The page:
When we think about harvest festivals, we automatically think of Thanksgiving in the United States. But there have always been harvest festivals everywhere – autumn celebrations jubilantly thanking the gods for their gracious, abundant bounty, and praying for their blessing to live and thrive for another year.
Harvest festivals go back to the dawn of agriculture. Naturally, the original holidays have long since faded away due to the vast social and religious changes over the centuries. But there are many modern harvest festivals and national holidays similar to the American Thanksgiving, each with its own traditions and stories. This list showcases ten harvest festivals, and their accompanying narratives.
10. Mehregan (Iran)
Mehregan, the Festival of Autumn, is the Persian version of Thanksgiving. It is a Zoroastrian festival that goes back to the 4th century BC, long before Persians become Muslims. It takes its name from Mehr, the Zoroastrian deity of love and friendship. Much of this Harvest Holiday has changed since antiquity, largely after the rise of Islam. But Mehregan is still celebrated by many modern Persians, especially since its revival in the 1960’s when the Postal Service of Tehran, to commemorate the Mehregan Festival, issued a special limited edition of postage stamps, now considered rare collectibles.
Mehregan includes family reunions across the country, prayers in front of large mirrors, and an lavishly-decorated dinner table adorned with old fashioned silver plates and disks, flowers, incense, wild marjoram, and silver coins. There’s lots of traditional food, served with sherbet, rosewater, almonds, sweets, apples, pomegranates, and lotus seeds. The extravagant settings give you the feeling that you are back in ancient Persia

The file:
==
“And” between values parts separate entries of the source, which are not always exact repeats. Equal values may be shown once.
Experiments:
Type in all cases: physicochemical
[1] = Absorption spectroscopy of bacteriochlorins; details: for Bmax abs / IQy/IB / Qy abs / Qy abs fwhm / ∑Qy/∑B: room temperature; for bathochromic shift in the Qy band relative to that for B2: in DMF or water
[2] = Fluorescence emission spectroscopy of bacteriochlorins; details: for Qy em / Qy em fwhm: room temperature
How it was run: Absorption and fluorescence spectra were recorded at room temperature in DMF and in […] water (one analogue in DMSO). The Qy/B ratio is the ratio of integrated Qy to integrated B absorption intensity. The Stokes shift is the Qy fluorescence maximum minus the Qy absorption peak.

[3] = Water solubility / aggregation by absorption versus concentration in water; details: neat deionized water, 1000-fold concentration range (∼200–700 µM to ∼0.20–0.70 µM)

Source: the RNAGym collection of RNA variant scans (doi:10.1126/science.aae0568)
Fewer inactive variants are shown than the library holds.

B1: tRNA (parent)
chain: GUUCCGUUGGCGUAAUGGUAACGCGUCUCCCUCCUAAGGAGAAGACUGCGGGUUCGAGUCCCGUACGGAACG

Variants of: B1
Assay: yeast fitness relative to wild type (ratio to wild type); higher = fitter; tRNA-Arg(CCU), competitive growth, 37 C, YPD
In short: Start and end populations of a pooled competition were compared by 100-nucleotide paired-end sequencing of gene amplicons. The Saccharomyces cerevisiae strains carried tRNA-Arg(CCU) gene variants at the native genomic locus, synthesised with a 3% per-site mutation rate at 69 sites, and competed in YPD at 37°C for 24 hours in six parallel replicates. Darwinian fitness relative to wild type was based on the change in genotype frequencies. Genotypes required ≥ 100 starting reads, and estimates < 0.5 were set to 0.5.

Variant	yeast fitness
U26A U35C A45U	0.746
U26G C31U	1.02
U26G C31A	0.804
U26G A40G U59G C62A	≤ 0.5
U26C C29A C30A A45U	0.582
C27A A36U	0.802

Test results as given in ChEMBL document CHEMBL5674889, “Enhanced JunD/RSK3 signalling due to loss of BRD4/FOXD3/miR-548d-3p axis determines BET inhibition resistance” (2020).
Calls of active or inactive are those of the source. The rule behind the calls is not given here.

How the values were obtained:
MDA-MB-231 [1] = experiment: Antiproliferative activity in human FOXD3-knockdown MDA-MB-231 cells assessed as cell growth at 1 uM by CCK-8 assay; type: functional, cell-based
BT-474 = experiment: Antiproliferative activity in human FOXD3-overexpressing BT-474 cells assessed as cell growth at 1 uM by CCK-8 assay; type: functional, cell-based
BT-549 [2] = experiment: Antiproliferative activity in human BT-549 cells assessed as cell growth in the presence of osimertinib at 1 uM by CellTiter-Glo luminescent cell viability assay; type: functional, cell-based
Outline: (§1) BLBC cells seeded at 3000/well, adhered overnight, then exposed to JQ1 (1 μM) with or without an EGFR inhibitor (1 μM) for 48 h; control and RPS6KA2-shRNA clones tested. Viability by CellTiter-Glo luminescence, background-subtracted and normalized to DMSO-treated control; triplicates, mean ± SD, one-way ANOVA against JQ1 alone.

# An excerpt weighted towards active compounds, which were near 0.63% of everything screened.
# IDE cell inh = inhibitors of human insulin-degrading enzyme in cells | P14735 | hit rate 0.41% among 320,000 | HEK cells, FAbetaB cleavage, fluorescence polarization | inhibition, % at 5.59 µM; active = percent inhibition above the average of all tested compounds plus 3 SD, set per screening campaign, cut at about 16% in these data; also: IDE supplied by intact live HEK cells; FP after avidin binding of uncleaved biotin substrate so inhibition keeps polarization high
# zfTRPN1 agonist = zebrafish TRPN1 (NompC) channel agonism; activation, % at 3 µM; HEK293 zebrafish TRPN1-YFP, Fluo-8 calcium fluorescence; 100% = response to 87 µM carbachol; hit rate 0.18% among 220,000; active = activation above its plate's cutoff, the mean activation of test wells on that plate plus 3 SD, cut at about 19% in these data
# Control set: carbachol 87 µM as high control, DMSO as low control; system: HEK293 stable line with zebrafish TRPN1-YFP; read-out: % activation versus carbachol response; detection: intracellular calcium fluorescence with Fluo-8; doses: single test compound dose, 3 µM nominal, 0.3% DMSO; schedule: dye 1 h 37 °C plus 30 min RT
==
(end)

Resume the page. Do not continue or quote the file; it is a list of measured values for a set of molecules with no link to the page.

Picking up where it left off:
9. Cerelia (Ancient Rome)
This is an ancient version of Thanksgiving, and even though it isn’t celebrated today, we can’t overlook its historical significance and the role this holiday played in Ancient Rome. Cerelia was dedicated to Ceres, the Roman Goddess of grain. It was celebrated every autumn on October 4th, so this Harvest Festival is also called the “Autumnal Festival.”
The Romans loved to party, and Cerelia was no exception. The festival included parades, sporting events in front of the ecstatic Roman crowd, and splendid Thanksgiving feasts, held either privately in the homes of the wealthy, or publicly, organized by the municipality. Revelers feasted on roasted pigs and the first products of the autumn harvest – all dedicated to Ceres as sign of gratitude. Along with the mountains of food to eat, citizens also drank rivers of wine, which helped fuel a common Roman custom not mentioned in your schoolbooks – lots of sex and orgies.
8. Chuseok (Korea)
Chuseok, also known as the Korean Thanksgiving, is a major holiday in Korea. Its date is determined by the lunar calendar, so it is held on the 15th day of the 8th lunar month. The holiday usually lasts three days, and like most Harvest festivals, it includes family reunions. In Korea, families gather at their ancestral homes to give thanks and to feast on delicious traditional food, like delicate rice cakes steamed on a bed of pine needles.
After the holiday meal is over, family members visit their ancestors’ graves for Beolcho – the customary act of clearing away any weeds that may have grown up over the burial mound. They also play traditional folk games such as Ganggangsullae – a kind of dance that goes back five thousand years. In Korea, gift-giving is part of the Harvest festival, and it’s common to give attractively boxed gifts of a popular food – spam.